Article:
Summer can be the hungriest time of the year for kids who rely on school meals, but it doesn’t have to be. Last summer, as the need for meals was exacerbated by the Covid-19 pandemic, innovative flexibilities were implemented to allow organizations to serve more meals and reach families in need. This summer, programs across the country are working to continue this success and reach more kids than ever before.
Sun’s out, school’s over, and it’s time to double down on getting food to our communities! During the academic year school meals are the most reliable and nutritious source of food for at-risk students, but summer meals are also critical to curbing child hunger. Though we may be able to enjoy warmer weather and fewer responsibilities, hunger doesn’t take a vacation. Here are 5 simple things you can do to make sure your summer feeding program is reaching as many families as possible!
Mary Poole, Food Service Director at Benton School District, has been advocating for serving breakfast in the classroom for a while, but like many people in her position, she faced pushback from teachers.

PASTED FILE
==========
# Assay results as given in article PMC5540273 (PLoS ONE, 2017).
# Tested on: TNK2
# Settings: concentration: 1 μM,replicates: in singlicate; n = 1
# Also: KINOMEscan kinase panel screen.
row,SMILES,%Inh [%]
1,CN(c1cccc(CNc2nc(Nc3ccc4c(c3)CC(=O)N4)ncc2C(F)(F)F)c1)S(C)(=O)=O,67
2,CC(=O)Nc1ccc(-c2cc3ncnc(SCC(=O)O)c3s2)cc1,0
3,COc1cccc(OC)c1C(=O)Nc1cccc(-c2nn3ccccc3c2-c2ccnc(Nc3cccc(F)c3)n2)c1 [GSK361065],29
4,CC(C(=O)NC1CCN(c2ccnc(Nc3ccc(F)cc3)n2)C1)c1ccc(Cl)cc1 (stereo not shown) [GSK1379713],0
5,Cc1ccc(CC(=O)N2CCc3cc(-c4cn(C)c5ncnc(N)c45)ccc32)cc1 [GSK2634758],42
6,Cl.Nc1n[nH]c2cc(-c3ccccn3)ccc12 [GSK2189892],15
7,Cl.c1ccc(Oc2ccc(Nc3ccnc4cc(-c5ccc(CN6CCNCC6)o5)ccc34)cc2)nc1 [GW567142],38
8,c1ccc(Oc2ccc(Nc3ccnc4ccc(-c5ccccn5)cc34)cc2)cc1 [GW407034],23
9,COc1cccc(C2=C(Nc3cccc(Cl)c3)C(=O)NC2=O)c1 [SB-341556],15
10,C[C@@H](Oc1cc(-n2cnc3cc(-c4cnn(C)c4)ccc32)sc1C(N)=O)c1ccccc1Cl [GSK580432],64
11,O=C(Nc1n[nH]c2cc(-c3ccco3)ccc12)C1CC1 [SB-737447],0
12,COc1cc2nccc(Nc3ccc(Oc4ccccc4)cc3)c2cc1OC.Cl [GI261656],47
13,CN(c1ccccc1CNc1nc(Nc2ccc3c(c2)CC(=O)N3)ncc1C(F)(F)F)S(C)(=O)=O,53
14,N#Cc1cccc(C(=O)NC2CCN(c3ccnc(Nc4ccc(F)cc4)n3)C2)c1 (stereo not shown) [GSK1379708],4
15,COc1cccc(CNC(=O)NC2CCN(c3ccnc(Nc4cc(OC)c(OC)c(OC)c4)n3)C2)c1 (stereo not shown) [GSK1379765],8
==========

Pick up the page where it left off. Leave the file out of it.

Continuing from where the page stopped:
She heard many concerns from the teaching staff: the classroom would get messy; there wouldn’t be time to eat during the school day; teachers wouldn’t get a break.
Are you new to child nutrition?
Do you have a specific child nutrition area of focus, but don’t know all the programs out there?
Are you trying to explain all your options to feed kids to someone on your team, and you need them to catch up, and quick?
Creativity is the name and collaboration is the game at Decatur School District. Poverty and food access were central worries for families in the Decatur community when the COVID-19 pandemic began in March. Students who thought they were leaving school only for a week to enjoy Spring break were suddenly forced to transition to online learning and be socially distant from friends and faculty. In this time of need, Aramark’s Scot Gregory and his team stepped up to the plate and immediately sprang into action to adjust the district’s meal service program. Within the week, the team was managing four drive-up sites distributing 500 to 600 meals 5 days a week.